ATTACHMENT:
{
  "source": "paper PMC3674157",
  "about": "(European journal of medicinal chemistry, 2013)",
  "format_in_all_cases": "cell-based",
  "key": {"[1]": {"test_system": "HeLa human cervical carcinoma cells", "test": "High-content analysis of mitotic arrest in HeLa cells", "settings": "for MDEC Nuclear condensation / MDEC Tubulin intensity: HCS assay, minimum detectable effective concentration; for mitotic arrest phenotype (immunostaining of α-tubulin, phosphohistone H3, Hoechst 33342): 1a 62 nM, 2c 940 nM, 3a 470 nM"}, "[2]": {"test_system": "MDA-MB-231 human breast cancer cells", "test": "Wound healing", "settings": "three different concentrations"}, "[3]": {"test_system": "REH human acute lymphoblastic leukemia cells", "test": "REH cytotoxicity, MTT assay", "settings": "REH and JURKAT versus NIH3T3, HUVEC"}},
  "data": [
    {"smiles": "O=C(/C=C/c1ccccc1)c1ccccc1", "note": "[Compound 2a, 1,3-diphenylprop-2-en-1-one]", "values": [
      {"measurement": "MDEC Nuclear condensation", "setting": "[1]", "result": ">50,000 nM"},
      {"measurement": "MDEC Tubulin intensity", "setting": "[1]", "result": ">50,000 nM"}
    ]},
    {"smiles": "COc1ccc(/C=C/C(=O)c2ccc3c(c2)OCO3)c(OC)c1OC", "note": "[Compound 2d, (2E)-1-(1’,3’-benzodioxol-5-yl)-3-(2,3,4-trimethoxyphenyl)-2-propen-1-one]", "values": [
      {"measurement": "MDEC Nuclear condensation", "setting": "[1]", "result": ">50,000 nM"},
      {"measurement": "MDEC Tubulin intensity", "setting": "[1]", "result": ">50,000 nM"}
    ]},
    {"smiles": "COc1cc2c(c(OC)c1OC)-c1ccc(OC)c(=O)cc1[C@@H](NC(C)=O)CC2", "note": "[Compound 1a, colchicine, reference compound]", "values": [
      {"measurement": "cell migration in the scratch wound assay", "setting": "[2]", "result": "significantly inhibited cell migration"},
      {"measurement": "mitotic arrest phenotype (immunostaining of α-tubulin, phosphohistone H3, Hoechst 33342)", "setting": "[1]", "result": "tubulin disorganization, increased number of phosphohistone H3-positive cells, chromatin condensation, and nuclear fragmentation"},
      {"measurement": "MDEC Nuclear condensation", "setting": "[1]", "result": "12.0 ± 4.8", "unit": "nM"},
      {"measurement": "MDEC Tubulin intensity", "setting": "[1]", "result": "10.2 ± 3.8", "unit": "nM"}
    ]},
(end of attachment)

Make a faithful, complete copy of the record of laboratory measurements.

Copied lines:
{
  "source": "paper PMC3674157",
  "about": "(European journal of medicinal chemistry, 2013)",
  "format_in_all_cases": "cell-based",
  "key": {"[1]": {"test_system": "HeLa human cervical carcinoma cells", "test": "High-content analysis of mitotic arrest in HeLa cells", "settings": "for MDEC Nuclear condensation / MDEC Tubulin intensity: HCS assay, minimum detectable effective concentration; for mitotic arrest phenotype (immunostaining of α-tubulin, phosphohistone H3, Hoechst 33342): 1a 62 nM, 2c 940 nM, 3a 470 nM"}, "[2]": {"test_system": "MDA-MB-231 human breast cancer cells", "test": "Wound healing", "settings": "three different concentrations"}, "[3]": {"test_system": "REH human acute lymphoblastic leukemia cells", "test": "REH cytotoxicity, MTT assay", "settings": "REH and JURKAT versus NIH3T3, HUVEC"}},
  "data": [
    {"smiles": "O=C(/C=C/c1ccccc1)c1ccccc1", "note": "[Compound 2a, 1,3-diphenylprop-2-en-1-one]", "values": [
      {"measurement": "MDEC Nuclear condensation", "setting": "[1]", "result": ">50,000 nM"},
      {"measurement": "MDEC Tubulin intensity", "setting": "[1]", "result": ">50,000 nM"}
    ]},
    {"smiles": "COc1ccc(/C=C/C(=O)c2ccc3c(c2)OCO3)c(OC)c1OC", "note": "[Compound 2d, (2E)-1-(1’,3’-benzodioxol-5-yl)-3-(2,3,4-trimethoxyphenyl)-2-propen-1-one]", "values": [
      {"measurement": "MDEC Nuclear condensation", "setting": "[1]", "result": ">50,000 nM"},
      {"measurement": "MDEC Tubulin intensity", "setting": "[1]", "result": ">50,000 nM"}
    ]},
    {"smiles": "COc1cc2c(c(OC)c1OC)-c1ccc(OC)c(=O)cc1[C@@H](NC(C)=O)CC2", "note": "[Compound 1a, colchicine, reference compound]", "values": [
      {"measurement": "cell migration in the scratch wound assay", "setting": "[2]", "result": "significantly inhibited cell migration"},
      {"measurement": "mitotic arrest phenotype (immunostaining of α-tubulin, phosphohistone H3, Hoechst 33342)", "setting": "[1]", "result": "tubulin disorganization, increased number of phosphohistone H3-positive cells, chromatin condensation, and nuclear fragmentation"},
      {"measurement": "MDEC Nuclear condensation", "setting": "[1]", "result": "12.0 ± 4.8", "unit": "nM"},
      {"measurement": "MDEC Tubulin intensity", "setting": "[1]", "result": "10.2 ± 3.8", "unit": "nM"}
    ]},